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evogytis committed Jul 31, 2019
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%% This BibTeX bibliography file was created using BibDesk.
%% http://bibdesk.sourceforge.net/

%% Created for Gytis Dudas at 2019-03-18 13:23:26 -0700
%% Created for Gytis Dudas at 2019-07-31 15:42:40 +0200


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@article{duchene_genome-scale_2016,
Abstract = {Estimating the rates at which bacterial genomes evolve is critical to understanding major evolutionary and ecological processes such as disease emergence, long-term host--pathogen associations and short-term transmission patterns. The surge in bacterial genomic data sets provides a new opportunity to estimate these rates and reveal the factors that shape bacterial evolutionary dynamics. For many organisms estimates of evolutionary rate display an inverse association with the time-scale over which the data are sampled. However, this relationship remains unexplored in bacteria due to the difficulty in estimating genome-wide evolutionary rates, which are impacted by the extent of temporal structure in the data and the prevalence of recombination. We collected 36 whole genome sequence data sets from 16 species of bacterial pathogens to systematically estimate and compare their evolutionary rates and assess the extent of temporal structure in the absence of recombination. The majority (28/36) of data sets possessed sufficient clock-like structure to robustly estimate evolutionary rates. However, in some species reliable estimates were not possible even with `ancient DNA' data sampled over many centuries, suggesting that they evolve very slowly or that they display extensive rate variation among lineages. The robustly estimated evolutionary rates spanned several orders of magnitude, from approximately 10−5 to 10−8 nucleotide substitutions per site year−1. This variation was negatively associated with sampling time, with this relationship best described by an exponential decay curve. To avoid potential estimation biases, such time-dependency should be considered when inferring evolutionary time-scales in bacteria.},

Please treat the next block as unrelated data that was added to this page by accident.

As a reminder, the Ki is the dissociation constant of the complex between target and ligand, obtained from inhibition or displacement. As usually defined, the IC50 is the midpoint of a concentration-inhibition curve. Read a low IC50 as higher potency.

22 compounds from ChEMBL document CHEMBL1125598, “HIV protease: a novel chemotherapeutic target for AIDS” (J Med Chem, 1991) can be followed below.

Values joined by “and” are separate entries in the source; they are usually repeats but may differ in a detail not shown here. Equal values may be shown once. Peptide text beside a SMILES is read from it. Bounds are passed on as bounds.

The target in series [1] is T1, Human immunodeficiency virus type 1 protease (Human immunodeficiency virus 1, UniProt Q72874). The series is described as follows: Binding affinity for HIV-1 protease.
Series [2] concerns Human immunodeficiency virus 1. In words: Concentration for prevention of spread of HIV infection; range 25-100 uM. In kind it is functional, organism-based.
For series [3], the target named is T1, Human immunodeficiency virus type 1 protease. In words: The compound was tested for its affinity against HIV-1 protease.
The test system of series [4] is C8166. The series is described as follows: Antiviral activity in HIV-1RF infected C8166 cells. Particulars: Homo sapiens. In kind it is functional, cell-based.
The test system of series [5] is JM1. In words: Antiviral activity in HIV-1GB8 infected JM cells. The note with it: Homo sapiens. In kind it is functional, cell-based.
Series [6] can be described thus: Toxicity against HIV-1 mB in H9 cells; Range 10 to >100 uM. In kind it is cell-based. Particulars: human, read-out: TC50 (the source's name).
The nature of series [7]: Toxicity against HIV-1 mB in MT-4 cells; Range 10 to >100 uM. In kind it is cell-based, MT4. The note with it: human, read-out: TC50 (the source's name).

Author = {Duch{\^e}ne, Sebastian and Holt, Kathryn E. and Weill, Fran{\c c}ois-Xavier and Le Hello, Simon and Hawkey, Jane and Edwards, David J. and Fourment, Mathieu and Holmes, Edward C.},
Date-Added = {2019-07-31 15:42:39 +0200},
Date-Modified = {2019-07-31 15:42:39 +0200},
Doi = {10.1099/mgen.0.000094},
File = {Full Text:/Users/evogytis/Zotero/storage/6MCS9UUY/Duch{\^e}ne et al. - 2016 - Genome-scale rates of evolutionary change in bacte.pdf:application/pdf;Snapshot:/Users/evogytis/Zotero/storage/3XVW22JA/mgen.0.html:text/html},
Journal = {Microbial Genomics},
Number = {11},
Title = {Genome-scale rates of evolutionary change in bacteria},
Url = {https://mgen.microbiologyresearch.org/content/journal/mgen/10.1099/mgen.0.000094},
Urldate = {2019-07-31},
Volume = {2},
Year = {2016},
Bdsk-Url-1 = {https://mgen.microbiologyresearch.org/content/journal/mgen/10.1099/mgen.0.000094},
Bdsk-Url-2 = {https://doi.org/10.1099/mgen.0.000094}}

@article{magiorkinis_global_2009,
Abstract = {Using phylodynamic and phylogeographic methods, Angelos Hatzakis and colleagues find that the global spread of Hepatitis C virus coincided with widespread use of transfused blood and with the expansion of intravenous drug use.},